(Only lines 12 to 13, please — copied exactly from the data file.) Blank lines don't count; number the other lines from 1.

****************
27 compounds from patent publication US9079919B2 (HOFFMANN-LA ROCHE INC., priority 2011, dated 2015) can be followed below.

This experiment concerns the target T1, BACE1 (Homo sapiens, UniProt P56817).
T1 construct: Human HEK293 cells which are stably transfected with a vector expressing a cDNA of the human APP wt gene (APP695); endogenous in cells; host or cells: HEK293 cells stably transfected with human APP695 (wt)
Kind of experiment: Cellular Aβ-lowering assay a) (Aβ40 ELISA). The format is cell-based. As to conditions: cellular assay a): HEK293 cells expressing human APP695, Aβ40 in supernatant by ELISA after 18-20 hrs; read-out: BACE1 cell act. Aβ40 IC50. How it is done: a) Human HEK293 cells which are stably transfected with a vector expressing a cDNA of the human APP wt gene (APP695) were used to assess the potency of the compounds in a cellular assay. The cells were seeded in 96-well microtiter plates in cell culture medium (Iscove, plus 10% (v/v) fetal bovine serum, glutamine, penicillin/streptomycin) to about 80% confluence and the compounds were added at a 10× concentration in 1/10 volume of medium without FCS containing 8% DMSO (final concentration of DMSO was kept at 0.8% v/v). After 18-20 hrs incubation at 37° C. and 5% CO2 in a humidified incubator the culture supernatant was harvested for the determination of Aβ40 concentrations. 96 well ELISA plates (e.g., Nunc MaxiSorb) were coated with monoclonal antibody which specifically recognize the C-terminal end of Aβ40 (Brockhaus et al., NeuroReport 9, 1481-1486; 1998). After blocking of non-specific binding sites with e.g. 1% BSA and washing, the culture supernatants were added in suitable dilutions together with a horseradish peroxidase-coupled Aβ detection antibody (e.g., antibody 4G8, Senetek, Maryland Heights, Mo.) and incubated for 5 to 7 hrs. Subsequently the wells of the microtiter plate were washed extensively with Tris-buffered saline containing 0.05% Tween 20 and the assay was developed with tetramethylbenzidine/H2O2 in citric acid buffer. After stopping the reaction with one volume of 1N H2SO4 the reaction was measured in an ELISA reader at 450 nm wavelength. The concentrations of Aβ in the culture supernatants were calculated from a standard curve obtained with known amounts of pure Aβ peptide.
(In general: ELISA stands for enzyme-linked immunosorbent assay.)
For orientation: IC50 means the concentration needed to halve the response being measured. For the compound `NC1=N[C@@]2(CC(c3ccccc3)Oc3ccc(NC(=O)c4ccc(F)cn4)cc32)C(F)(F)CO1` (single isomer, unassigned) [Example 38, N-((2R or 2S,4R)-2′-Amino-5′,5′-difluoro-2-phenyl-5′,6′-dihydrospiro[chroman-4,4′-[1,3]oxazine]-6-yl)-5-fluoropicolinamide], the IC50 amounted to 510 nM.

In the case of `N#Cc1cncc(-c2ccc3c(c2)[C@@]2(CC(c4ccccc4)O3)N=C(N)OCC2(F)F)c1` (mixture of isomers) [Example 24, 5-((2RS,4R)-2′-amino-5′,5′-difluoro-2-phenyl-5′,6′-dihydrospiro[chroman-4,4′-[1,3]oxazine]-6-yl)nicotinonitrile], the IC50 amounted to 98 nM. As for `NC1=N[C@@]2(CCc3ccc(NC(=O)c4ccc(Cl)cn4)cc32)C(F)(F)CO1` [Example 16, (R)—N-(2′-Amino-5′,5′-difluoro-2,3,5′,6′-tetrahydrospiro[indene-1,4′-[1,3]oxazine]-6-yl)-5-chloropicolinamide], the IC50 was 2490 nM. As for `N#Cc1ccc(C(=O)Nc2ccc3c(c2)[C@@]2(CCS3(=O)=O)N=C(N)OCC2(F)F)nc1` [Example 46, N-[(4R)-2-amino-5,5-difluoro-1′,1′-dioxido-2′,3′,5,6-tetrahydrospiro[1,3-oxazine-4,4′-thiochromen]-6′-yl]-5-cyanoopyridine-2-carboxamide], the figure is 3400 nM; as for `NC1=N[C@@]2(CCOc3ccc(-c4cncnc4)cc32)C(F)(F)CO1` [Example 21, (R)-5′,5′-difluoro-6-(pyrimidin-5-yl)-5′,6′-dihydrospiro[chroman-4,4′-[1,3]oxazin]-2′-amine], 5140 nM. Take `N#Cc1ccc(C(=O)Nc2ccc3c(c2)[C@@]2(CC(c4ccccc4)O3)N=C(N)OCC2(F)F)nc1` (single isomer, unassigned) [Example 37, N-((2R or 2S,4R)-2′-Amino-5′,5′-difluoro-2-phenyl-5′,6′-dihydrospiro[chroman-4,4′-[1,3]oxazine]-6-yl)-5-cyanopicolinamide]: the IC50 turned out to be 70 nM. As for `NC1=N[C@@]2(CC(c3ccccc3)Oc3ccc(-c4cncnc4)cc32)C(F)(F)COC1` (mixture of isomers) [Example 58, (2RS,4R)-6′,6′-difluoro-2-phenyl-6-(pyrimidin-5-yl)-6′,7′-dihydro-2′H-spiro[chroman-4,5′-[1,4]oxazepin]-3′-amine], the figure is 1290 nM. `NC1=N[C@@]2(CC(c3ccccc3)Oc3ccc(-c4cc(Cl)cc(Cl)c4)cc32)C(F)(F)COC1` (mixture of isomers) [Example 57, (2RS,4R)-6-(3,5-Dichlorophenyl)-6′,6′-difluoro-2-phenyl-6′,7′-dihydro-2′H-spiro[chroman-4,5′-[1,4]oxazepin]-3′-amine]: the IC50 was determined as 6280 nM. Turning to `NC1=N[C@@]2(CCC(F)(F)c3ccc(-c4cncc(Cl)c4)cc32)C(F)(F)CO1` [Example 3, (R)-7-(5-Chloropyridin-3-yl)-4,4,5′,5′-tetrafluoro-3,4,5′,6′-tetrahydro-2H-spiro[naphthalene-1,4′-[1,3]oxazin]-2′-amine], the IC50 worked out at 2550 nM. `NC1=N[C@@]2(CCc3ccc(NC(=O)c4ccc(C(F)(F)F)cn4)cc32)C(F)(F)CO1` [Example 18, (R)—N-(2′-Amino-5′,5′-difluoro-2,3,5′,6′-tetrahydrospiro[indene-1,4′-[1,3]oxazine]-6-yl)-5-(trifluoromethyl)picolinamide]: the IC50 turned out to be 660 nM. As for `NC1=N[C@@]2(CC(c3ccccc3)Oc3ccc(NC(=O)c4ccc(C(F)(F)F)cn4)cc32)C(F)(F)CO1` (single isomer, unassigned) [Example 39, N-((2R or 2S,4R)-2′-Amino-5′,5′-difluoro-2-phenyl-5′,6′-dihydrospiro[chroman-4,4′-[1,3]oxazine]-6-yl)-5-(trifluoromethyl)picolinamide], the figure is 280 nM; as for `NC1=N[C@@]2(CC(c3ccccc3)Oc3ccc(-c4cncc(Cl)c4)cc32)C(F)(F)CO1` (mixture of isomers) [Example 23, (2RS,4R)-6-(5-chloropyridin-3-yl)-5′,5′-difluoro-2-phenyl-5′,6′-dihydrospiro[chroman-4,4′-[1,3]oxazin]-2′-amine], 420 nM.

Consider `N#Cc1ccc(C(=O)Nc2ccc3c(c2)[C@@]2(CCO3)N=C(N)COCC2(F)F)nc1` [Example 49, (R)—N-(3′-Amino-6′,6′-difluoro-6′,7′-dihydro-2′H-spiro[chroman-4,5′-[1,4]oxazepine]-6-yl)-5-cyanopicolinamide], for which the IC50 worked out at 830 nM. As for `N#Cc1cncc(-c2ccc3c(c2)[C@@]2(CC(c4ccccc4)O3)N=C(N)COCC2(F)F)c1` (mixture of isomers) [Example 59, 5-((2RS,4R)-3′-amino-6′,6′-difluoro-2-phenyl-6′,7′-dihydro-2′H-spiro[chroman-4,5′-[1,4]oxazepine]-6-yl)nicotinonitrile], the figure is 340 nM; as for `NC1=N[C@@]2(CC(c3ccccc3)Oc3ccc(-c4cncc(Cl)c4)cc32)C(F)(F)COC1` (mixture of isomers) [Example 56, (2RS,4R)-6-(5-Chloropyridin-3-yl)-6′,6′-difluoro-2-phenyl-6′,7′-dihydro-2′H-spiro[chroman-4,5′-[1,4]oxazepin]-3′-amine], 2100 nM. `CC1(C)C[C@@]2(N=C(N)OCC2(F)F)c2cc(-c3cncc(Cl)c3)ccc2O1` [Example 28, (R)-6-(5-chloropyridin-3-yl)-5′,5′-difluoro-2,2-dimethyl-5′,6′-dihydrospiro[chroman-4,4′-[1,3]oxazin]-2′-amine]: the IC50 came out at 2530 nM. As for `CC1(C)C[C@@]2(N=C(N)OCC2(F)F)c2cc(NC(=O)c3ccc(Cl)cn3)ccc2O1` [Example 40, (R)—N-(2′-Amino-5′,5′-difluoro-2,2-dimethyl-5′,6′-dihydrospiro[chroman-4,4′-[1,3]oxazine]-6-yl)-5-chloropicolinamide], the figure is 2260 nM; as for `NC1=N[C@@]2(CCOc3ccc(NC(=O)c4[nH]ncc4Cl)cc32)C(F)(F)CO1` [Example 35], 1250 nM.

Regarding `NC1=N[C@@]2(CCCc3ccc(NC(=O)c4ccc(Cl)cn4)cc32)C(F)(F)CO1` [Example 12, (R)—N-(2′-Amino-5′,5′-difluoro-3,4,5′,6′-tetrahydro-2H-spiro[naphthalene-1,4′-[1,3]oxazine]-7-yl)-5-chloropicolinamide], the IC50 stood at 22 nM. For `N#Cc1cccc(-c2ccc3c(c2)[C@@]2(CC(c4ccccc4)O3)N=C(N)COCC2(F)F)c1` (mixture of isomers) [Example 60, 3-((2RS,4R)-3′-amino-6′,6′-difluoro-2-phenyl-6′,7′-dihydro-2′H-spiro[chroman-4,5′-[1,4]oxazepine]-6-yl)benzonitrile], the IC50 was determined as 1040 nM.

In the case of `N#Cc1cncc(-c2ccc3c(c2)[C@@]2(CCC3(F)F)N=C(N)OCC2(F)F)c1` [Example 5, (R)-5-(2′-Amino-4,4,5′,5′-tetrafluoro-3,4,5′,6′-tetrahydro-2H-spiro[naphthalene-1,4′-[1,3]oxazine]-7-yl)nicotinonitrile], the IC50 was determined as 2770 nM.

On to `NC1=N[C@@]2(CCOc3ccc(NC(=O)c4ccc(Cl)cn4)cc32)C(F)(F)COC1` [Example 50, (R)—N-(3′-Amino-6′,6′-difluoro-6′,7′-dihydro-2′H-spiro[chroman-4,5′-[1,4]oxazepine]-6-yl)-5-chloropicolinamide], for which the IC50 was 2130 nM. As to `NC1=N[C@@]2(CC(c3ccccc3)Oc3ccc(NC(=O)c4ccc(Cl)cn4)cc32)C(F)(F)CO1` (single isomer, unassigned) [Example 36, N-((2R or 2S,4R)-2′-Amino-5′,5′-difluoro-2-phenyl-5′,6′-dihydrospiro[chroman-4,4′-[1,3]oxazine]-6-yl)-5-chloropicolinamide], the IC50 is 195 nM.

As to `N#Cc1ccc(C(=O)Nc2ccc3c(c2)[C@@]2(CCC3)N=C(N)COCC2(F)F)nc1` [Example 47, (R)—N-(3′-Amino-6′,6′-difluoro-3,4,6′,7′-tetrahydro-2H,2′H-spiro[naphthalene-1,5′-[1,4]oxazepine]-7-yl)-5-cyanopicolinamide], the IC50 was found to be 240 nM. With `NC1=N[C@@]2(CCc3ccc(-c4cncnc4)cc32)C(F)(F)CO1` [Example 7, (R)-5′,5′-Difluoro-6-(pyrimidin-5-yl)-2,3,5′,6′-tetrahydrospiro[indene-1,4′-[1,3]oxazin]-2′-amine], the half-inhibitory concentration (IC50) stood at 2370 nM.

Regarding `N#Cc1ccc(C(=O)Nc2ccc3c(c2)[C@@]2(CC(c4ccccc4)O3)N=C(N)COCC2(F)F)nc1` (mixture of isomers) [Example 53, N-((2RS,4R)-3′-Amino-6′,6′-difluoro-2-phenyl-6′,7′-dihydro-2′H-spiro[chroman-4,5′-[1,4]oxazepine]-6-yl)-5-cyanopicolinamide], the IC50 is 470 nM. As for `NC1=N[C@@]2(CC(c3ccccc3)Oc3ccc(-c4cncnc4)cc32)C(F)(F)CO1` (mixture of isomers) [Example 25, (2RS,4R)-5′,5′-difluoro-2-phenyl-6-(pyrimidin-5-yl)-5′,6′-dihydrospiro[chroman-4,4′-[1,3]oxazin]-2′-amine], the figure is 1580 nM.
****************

As to `N#Cc1ccc(C(=O)Nc2ccc3c(c2)[C@@]2(CCC3)N=C(N)COCC2(F)F)nc1` [Example 47, (R)—N-(3′-Amino-6′,6′-difluoro-3,4,6′,7′-tetrahydro-2H,2′H-spiro[naphthalene-1,5′-[1,4]oxazepine]-7-yl)-5-cyanopicolinamide], the IC50 was found to be 240 nM. With `NC1=N[C@@]2(CCc3ccc(-c4cncnc4)cc32)C(F)(F)CO1` [Example 7, (R)-5′,5′-Difluoro-6-(pyrimidin-5-yl)-2,3,5′,6′-tetrahydrospiro[indene-1,4′-[1,3]oxazin]-2′-amine], the half-inhibitory concentration (IC50) stood at 2370 nM.

Regarding `N#Cc1ccc(C(=O)Nc2ccc3c(c2)[C@@]2(CC(c4ccccc4)O3)N=C(N)COCC2(F)F)nc1` (mixture of isomers) [Example 53, N-((2RS,4R)-3′-Amino-6′,6′-difluoro-2-phenyl-6′,7′-dihydro-2′H-spiro[chroman-4,5′-[1,4]oxazepine]-6-yl)-5-cyanopicolinamide], the IC50 is 470 nM. As for `NC1=N[C@@]2(CC(c3ccccc3)Oc3ccc(-c4cncnc4)cc32)C(F)(F)CO1` (mixture of isomers) [Example 25, (2RS,4R)-5′,5′-difluoro-2-phenyl-6-(pyrimidin-5-yl)-5′,6′-dihydrospiro[chroman-4,4′-[1,3]oxazin]-2′-amine], the figure is 1580 nM.